Foreign policy is another point of commonality. Libertarians argue that the United States should engage in “armed neutrality,” in which while the nation takes steps to protect international free trade, it also avoids “foreign entanglements” by shunning negative international relationships, denies foreign aid as a measure of anti-terrorism and commits the military to the sole business of national defense.

    “The military budget of the United States, conservatively measured at around $700 billion (but probably closer to $1 trillion once all security measures and veteran benefits are considered), is approximately equal to all of the military budgets of all other countries combined,” the Libertarian Party wrote on its issues page.  “If the US military budget were cut in half, it would still be the largest in the world. Then, if it were cut in half again, it would STILL be the largest in the world. Then, if it were cut in half a third time, reduced to only one-eighth its current size, it would STILL be the largest in the world.  And that’s using the conservative measure.”

    “Whatever motivates this enormous budget, it is certainly not for the defense of American soil. Indeed, when the Department of Homeland Security was created, this was a virtual admission that the Department of Defense had goals other than homeland security. No foreign army has the slightest capacity to invade the United States, and as North Korea has demonstrated, even the possession of a single nuclear weapon is enough to deter invasion.”

    Socialists argue that the money and resources utilized in the maintenance of the nation’s military infrastructure can be used for social programs toward improving the lives of the citizenry.


    Shared thoughts on immigration

    Both socialists and libertarians reject the militarization of the U.S.-Mexico border. As written by Daniel Griswold, director of the Cato Institute’s Center for Trade Policy Studies, “[We] can spend billions more to beef up border patrols. We can erect hundreds of miles of ugly fence slicing through private property along the Rio Grande. We can raid more discount stores and chicken-processing plants from coast to coast. We can require all Americans to carry a national ID card and seek approval from a government computer before starting a new job. Or we can change our immigration law to more closely conform to how millions of normal people actually live.

    “Crossing an international border to support your family and pursue dreams of a better life is not an inherently criminal act like rape or robbery. If it were, then most of us descend from criminals. As the people of Texas know well, the large majority of illegal immigrants are not bad people. They are people who value family, faith and hard work trying to live within a bad system.”

    While libertarians and socialists differ on the guest worker program, both groups agree that there should be established legal protections not only for existing illegal immigrants, but for new immigrants as well, and that immigration quotas should be responsive to the labor needs of the nation.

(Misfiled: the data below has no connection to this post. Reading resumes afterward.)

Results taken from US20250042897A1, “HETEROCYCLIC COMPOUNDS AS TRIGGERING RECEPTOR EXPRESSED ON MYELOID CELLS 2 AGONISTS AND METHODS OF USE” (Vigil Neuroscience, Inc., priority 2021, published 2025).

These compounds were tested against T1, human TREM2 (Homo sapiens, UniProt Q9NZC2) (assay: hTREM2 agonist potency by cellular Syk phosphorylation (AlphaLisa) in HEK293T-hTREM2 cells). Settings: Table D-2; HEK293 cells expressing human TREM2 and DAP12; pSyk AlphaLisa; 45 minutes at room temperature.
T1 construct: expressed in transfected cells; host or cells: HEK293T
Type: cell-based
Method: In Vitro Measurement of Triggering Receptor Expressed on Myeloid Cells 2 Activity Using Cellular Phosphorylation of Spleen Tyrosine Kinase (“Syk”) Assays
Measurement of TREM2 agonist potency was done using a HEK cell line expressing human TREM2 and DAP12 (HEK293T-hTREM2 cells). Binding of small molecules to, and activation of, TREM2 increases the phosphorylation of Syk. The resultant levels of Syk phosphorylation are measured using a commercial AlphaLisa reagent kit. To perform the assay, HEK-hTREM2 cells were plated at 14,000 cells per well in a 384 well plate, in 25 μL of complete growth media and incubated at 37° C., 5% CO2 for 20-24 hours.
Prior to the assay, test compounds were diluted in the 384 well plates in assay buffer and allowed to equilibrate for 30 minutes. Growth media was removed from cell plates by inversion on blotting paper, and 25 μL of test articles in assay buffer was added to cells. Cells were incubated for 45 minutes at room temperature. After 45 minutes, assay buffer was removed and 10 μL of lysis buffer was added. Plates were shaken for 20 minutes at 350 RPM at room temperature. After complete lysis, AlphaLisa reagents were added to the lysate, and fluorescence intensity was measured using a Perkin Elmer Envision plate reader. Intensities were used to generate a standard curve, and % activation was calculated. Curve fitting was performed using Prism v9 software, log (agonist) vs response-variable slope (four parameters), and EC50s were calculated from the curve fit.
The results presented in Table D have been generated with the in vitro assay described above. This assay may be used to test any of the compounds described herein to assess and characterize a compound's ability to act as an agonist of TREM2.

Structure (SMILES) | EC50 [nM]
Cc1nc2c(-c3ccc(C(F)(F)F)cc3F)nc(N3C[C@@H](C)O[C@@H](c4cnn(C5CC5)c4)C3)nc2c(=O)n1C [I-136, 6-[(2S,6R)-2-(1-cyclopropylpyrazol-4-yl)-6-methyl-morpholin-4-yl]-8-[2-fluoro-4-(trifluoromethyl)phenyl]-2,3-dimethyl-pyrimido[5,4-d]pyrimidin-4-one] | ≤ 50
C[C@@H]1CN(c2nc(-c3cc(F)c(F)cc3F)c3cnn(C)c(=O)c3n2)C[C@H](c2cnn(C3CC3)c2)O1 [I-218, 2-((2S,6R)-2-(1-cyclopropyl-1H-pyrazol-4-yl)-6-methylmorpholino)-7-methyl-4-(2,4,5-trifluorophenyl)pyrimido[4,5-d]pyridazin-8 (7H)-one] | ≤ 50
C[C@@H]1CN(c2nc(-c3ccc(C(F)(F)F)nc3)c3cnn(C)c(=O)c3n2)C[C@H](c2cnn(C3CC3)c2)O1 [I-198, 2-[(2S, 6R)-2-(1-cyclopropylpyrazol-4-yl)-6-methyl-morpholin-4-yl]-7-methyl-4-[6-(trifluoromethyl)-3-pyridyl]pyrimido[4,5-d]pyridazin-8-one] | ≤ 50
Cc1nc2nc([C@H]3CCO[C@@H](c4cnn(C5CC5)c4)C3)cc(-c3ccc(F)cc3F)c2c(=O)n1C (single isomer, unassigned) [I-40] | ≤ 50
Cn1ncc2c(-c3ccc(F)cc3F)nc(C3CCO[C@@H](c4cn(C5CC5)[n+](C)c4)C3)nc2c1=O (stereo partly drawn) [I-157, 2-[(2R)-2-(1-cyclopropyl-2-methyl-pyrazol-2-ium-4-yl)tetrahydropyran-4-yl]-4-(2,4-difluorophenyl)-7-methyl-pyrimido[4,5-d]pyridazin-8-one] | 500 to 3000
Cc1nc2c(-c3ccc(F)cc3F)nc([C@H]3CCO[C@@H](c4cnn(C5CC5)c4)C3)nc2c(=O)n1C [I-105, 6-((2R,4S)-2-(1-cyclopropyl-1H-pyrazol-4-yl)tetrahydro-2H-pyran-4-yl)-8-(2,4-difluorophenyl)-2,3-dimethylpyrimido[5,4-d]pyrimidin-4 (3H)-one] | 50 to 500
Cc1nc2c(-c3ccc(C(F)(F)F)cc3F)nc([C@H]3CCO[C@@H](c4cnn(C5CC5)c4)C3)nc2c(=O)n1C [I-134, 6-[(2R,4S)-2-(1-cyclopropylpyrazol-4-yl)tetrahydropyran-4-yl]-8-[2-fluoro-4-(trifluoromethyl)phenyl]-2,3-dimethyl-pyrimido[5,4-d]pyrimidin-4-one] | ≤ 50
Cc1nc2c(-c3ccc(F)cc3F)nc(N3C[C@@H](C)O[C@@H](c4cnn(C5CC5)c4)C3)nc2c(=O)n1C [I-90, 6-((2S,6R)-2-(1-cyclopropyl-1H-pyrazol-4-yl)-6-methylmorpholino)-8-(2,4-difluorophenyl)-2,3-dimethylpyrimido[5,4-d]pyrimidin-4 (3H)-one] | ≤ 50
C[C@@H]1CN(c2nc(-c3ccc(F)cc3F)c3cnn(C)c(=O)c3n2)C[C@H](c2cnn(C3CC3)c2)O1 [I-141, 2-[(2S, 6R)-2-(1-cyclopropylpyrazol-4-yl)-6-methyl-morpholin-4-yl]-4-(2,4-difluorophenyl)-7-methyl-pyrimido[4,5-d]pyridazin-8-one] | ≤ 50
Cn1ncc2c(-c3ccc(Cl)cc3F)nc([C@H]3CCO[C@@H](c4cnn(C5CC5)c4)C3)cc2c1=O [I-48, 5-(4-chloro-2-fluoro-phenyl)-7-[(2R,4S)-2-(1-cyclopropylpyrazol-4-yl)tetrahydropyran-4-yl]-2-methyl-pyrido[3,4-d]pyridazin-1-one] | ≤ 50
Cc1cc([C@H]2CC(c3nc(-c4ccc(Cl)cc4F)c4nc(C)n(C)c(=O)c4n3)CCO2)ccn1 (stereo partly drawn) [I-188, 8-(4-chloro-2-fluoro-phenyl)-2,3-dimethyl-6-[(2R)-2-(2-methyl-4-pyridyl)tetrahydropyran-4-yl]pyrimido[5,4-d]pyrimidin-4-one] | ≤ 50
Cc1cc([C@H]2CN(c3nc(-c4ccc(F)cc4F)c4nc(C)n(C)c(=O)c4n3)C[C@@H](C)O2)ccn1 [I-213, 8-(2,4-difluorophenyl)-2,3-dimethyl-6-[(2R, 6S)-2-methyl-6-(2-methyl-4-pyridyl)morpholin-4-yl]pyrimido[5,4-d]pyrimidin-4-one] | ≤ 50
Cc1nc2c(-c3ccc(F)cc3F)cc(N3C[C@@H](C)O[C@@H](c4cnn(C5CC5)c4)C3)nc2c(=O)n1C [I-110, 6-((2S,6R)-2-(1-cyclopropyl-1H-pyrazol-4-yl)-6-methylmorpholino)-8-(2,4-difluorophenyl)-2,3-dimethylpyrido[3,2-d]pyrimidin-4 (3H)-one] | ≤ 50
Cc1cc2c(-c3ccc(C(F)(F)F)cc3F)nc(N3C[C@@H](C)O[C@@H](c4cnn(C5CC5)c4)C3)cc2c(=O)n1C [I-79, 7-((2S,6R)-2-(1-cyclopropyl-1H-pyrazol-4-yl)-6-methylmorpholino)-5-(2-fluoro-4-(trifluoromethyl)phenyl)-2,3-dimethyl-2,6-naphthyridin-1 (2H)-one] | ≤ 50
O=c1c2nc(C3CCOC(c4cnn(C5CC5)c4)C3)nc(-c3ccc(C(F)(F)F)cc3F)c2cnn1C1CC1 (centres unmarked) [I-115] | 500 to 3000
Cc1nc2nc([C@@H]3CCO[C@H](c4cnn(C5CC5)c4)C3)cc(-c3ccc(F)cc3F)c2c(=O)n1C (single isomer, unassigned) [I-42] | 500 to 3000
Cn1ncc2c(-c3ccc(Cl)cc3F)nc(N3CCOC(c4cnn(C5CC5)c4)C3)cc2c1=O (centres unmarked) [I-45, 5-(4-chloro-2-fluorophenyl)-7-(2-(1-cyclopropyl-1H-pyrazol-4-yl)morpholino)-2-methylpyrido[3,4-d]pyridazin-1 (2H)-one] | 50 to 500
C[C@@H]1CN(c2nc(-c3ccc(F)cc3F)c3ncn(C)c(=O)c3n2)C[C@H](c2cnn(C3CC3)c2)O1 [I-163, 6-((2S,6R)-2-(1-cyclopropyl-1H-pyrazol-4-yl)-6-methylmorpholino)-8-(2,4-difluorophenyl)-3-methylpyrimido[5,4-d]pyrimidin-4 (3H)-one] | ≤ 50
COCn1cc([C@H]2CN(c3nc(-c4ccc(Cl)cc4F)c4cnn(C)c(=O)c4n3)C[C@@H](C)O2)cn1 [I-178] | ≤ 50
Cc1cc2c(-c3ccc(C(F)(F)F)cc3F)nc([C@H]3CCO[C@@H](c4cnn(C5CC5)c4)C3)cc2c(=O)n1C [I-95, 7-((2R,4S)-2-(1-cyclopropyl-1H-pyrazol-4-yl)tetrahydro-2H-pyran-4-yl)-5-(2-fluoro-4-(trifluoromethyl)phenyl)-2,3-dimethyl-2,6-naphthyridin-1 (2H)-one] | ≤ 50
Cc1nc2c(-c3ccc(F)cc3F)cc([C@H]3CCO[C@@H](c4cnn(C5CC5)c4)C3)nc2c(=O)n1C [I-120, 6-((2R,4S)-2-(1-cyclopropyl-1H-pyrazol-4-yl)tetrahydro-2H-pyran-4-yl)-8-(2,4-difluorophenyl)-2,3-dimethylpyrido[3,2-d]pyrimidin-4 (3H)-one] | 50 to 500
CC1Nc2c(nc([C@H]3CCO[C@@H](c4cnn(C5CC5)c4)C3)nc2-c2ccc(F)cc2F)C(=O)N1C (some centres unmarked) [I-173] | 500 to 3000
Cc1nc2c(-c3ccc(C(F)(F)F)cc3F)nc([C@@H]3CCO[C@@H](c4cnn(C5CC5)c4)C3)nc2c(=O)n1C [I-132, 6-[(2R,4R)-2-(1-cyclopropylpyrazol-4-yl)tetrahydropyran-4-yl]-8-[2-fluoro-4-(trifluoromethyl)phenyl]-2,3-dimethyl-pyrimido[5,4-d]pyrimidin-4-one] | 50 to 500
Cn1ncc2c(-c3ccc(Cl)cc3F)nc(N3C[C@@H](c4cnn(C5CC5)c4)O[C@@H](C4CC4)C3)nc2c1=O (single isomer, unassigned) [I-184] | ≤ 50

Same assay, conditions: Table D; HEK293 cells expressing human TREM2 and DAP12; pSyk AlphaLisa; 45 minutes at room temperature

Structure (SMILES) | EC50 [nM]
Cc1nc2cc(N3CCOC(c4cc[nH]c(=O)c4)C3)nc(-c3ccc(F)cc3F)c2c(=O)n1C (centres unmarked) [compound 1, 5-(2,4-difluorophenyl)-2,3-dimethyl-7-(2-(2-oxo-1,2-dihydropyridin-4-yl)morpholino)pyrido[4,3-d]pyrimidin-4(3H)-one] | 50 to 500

Shared thoughts on free speech

    Finally, while there is no established statement from the Socialist Party in regards to free speech, the platform does support the public funding of newspapers and magazines and public ownership of satellite and cable networks, and opposes restrictions of “fair use,” copyright extension laws and private ownership of the Internet backbone. While it cannot be argued that libertarians support all or any of these issues, they have taken an explicit stance against online censorship and have called for unrestricted freedom of speech.

    In light of the challenges the Congress and the nation as a whole have in front of them, consideration of the common ground that lies between the extreme left and the extreme right should be kept in mind. In regards, for example, to the recent negotiations and debates concerning immigration reform and the future of the military, a move past partisan posturing toward what the two sides actually believe may show that the road to compromise is shorter than both thought.

    The fine truth lies in the fact that a person that separates himself with labels stands alone. In America, all political thought crosses another eventually.

    This article originally appeared on MintPress on Aug. 13, 2013.

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    • Kennon Gilson

      Rand was actually denouncing conservative nutcases posing as Libertarians and anarchists. For more on the world movement, including Rand’s participation see

    • Russell Theilman

      I am a registered libertarian, about all i can say is there is so much wrong with this story, my guess is the writer is a socialist and is blowing smoke up the ass of every single reader of this piece and read something about libertarians and is twisting the libertarian ideals around to fit the socialist narrative.

    • Zach Zeurcher

      Not even close. Socialist nations seem to have the worst domestic spying on its citizens. Nazi Germany, Venezuela, etc. Your other arguments say they agree that they don’t like what the government is doing but want to take it to a completely different spectrum. Terrible attempt at trying to make the argument that the two are similar.

    • Amaroq

      At first, when I saw this headline, I thought it was going to be a long-needed criticism of the flaws of Libertarians. But it turned out to just be socialists trying to ride on the coattails of libertarians to look better than they deserve to look. What garbage.

      I follow the ideas of Ayn Rand. And she was right to criticize the Libertarians’ attempts to package Anarchy with Capitalism.

    • bob

      I took a shit once, this article popped out

    • Bob Fisher